FSB Says Improving Economy Doesn’t Reduce Need for Strong BanksBen Moshinsky and Jim Brunsden
The Financial Stability Board said banks and regulators must press on with reforms to safeguard the financial system even as the global economy recovers.
“The improved global outlook does not diminish the need to continue to strengthen financial resilience,” it said in a statement after a meeting in London yesterday led by Chairman Mark Carney.
While the International Monetary Fund sees the world economy growing 3.7 percent this year, it has said there are downside risks, including financial-market volatility in emerging markets. The MCSI Emerging Markets Index has risen 0.6 percent in the past six months, lagging an 8.4 percent advance in the MSCI World Index.
Part of the emerging-market turmoil was related to capital outflows as the Federal Reserve unwound its stimulus program and tensions between Russia and western governments over Ukraine. Emerging market stocks rose yesterday after Fed Chair Janet Yellen signaled that economic support would continue for “some time.”
Financial markets “should be prepared for the possibility of sharp adjustments in interest rates, exchange rates, valuations of financial instruments, market volatility and liquidity,” the FSB said in yesterday’s statement. “Some emerging markets may experience a combination of slower growth, capital outflows and higher borrowing costs which may expose vulnerabilities.”
The FSB also said that it was on course to deliver a package of proposals for tackling too-big-to-fail banks to a November summit of global leaders in Brisbane, Australia.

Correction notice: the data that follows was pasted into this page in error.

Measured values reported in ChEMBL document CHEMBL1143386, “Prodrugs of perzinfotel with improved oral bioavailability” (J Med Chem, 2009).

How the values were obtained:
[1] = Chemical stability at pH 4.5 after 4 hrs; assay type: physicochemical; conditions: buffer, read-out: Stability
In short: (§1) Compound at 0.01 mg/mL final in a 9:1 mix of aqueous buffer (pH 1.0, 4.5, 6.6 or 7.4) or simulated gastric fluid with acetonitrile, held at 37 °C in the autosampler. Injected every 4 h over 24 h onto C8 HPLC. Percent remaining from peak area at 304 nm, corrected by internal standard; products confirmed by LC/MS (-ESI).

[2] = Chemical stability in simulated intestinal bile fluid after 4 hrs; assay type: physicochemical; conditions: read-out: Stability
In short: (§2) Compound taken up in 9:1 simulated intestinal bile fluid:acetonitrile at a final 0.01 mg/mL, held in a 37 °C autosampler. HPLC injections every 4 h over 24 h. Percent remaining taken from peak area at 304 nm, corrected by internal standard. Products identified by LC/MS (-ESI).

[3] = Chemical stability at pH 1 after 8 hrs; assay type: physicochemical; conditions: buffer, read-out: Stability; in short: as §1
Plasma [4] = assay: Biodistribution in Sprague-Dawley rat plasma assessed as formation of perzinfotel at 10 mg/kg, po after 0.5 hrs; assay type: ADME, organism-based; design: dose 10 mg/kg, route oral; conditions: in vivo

The group’s plans include a probe into “the cross-border impacts and global financial stability implications of structural banking reforms.”
Banks have warned that they face a growing wave of different structural requirements from regulators, ranging from the U.S. Volcker Rule to curb proprietary trading, to the so-called Vickers plans in the U.K. that will require some lenders to separately capitalize their deposit-taking arms.
Proposals put forward earlier this year by Michel Barnier, the EU’s financial services chief, have been criticized by European Parliament legislators as inadequate to deliver a common European approach.
While structural rules “help address the too-big-to-fail problem,” they can also have “impacts on financial institutions and markets in third countries,” the FSB said.
At a press conference yesterday, Carney said the FSB wants lenders and the International Swaps and Derivatives Association Inc., an industry group, to come up with proposals to write temporary pauses into derivatives contracts struck with banks that hit financial trouble.
The measures could prevent the type of turmoil in markets seen with the collapse of Lehman Brothers Holdings Inc in 2008, regulators have said.
There is “no lessening” on the focus on so-called contractual stays in derivatives, said Carney, who is also governor of the Bank of England.
The FSB’s financial regulation plans include a June report on boosting the reliability of financial benchmarks. The board is co-ordinating regulators’ work to identify alternatives to scandal-hit benchmarks such as the London Interbank Offered Rate.
The FSB, a group of global regulators and central bankers, announced in February that it was widening its review to include rates underpinning the foreign exchange markets. The FSB working group on currency benchmarks will make recommendations to the Brisbane summit of G-20 leaders, Carney said.
Other initiatives to be completed by the Brisbane summit include the development of a “basic capital requirement” for insurers, the FSB said.